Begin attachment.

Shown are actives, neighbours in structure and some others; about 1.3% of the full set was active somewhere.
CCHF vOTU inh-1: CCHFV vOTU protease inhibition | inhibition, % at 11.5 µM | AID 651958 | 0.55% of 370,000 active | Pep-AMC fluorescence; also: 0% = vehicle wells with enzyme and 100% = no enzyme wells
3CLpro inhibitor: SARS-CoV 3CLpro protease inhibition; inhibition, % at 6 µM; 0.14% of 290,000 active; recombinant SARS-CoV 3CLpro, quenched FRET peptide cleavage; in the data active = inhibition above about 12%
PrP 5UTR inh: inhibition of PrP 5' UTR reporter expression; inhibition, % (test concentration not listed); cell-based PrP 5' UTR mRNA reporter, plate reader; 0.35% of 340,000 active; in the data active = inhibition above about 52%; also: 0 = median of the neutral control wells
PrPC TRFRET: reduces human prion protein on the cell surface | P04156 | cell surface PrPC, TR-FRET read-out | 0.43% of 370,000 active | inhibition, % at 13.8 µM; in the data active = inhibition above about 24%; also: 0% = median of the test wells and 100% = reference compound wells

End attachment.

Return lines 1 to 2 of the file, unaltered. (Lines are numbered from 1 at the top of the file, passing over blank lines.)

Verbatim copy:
Shown are actives, neighbours in structure and some others; about 1.3% of the full set was active somewhere.
CCHF vOTU inh-1: CCHFV vOTU protease inhibition | inhibition, % at 11.5 µM | AID 651958 | 0.55% of 370,000 active | Pep-AMC fluorescence; also: 0% = vehicle wells with enzyme and 100% = no enzyme wells